Posted 10 April 2011 - 08:43 AM
Kibud Av requires, besides actions, that a person not think of his parents with disrespect., or as his equal. Kibud Av requires one to look at their parents as a prominent person in their eyes. (see Sefer Chareidim ch. 1 Mitzvos Hateluyos Belev, Chaye Adam 67:3. According to the Aruch HaShulchan, "kibud" only requires actions, but the obligation of "moreh" includes thoughts.)
The way to accomplish this is, you should try to find good traits in your parents and focus on them more than you would in a regular person. It is perfectly OK not to be objective here - that is exactly what the Halachah wants you to do. Also, we know that actions have a tendency to affect our attitudes, so if a person goes out of his way to show his parents honor in actions, it will help him internalize that honor and think of them respectfully as well. (This is besides the obligation of being דן לכף זכות that applies to all Jews.)
However, if after you really try to do this you still do not find it in your heart to look at your parents with respect, then you are an אונס, because you did whatever you could, and we cannot expect someone to do or say of think something that they are not able to.
As far as parents that violate the Torah, the obligation to honor parents in thought ("belev") and in action go hand in hand. Regarding parents that go against the Torah, the story is as follows:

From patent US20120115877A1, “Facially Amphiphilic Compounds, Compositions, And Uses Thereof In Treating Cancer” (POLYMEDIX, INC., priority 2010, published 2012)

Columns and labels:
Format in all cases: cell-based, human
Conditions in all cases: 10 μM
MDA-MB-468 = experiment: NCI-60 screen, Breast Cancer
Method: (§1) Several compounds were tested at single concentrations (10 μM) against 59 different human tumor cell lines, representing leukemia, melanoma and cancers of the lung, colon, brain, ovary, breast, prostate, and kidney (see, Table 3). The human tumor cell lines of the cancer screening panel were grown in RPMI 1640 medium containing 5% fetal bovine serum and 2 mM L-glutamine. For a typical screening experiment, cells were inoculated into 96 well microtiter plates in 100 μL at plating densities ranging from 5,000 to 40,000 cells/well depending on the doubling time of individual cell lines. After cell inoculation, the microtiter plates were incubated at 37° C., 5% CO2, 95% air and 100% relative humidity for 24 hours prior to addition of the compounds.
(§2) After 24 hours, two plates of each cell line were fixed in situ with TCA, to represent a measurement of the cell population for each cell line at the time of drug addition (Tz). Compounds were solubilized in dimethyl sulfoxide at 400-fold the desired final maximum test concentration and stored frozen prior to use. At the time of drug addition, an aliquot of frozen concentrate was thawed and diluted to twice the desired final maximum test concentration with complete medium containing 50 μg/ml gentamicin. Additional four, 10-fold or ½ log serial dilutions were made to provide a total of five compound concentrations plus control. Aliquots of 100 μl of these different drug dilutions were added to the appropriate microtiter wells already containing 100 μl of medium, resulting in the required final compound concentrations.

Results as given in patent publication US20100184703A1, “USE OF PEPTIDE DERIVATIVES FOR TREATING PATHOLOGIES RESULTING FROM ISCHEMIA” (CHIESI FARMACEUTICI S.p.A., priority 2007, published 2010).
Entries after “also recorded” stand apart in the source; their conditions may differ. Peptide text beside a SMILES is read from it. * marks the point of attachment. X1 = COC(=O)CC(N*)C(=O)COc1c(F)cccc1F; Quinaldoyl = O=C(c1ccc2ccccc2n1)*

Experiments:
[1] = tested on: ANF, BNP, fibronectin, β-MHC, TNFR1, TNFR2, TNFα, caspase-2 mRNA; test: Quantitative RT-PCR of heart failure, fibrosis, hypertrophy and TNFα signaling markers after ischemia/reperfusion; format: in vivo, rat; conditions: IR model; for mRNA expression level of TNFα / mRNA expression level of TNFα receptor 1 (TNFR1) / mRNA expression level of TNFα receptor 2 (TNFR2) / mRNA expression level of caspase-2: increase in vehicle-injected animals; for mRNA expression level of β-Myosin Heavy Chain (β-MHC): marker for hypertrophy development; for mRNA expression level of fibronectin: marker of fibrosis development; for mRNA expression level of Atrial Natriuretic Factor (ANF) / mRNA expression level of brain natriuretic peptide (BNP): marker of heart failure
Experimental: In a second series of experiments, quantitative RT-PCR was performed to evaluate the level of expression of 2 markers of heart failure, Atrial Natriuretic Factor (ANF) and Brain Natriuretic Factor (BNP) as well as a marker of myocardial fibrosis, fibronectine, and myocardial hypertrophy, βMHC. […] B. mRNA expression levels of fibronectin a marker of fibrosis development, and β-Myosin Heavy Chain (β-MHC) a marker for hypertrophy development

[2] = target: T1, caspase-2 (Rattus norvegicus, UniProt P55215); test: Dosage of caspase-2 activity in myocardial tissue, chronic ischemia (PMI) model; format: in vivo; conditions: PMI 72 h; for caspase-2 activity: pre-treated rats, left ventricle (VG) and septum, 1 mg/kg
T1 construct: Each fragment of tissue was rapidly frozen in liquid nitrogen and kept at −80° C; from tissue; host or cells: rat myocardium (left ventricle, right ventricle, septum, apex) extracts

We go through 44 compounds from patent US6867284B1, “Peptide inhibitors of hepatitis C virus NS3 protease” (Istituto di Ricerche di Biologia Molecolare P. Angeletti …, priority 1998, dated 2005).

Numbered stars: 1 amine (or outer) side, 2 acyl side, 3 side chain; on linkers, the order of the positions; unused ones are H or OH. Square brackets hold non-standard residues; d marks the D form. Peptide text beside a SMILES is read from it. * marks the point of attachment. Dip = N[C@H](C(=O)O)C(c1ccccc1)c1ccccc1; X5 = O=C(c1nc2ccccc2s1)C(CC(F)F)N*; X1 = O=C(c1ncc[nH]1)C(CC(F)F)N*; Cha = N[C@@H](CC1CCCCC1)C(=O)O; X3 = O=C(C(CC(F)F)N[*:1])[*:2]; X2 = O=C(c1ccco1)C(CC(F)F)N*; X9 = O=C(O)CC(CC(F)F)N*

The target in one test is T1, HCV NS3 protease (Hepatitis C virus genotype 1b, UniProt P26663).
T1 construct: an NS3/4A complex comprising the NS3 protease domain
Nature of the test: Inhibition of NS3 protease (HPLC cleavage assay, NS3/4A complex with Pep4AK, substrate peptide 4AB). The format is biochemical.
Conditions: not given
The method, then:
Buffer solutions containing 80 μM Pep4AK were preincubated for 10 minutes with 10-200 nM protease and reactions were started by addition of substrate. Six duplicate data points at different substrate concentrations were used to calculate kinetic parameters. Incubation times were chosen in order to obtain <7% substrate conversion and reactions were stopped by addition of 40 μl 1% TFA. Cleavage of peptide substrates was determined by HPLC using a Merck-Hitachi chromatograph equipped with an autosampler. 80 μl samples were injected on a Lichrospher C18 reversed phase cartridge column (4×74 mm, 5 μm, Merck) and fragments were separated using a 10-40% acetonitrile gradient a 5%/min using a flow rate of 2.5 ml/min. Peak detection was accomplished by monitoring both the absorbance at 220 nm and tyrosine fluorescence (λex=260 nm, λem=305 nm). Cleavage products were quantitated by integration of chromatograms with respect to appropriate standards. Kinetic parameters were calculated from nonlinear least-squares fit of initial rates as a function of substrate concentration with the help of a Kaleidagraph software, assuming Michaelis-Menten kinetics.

The Rambam's opinion is that a person is obligated to honor his parents even if they are Reshayim. The Ramah brings an opinion that disagrees.
There is a disagreement in the poskim whether the Rambam is referring only to a parent who is just a "temporary Rasha," meaning, he is in general a Torah-observant Jew, but he has done some terrible things. But if a parent is constantly doing aveiros, or is totally non-observant, even the Rambam would agree that there is no Mitzvah of Kibud. Part of the reason for this is because if a person does a one-time sin, we can hope that he did Teshuva.
L'maaseh, if a parent does not keep the Torah at all, or constantly flagrantly violates the Torah, you do not need to be mechabed him, neither in actions or thoughts (assuming you are an Ashkenzai and follow the Ramah). That is certainly so if he does not believe in the Torah altogether. However, if his sinfulness was merely aberrational, you still should be mechabed him regardless of what he did.
Of course, that is the basic, bare-bones Halachah. By being respectful to parents who constantly sin, it is likely to be better for your Sholom Bayis, plus much more likely to help them do Teshuva. You accomplish more with honey than vinegar. However, in such a case, b'machshava you may think of them as they are.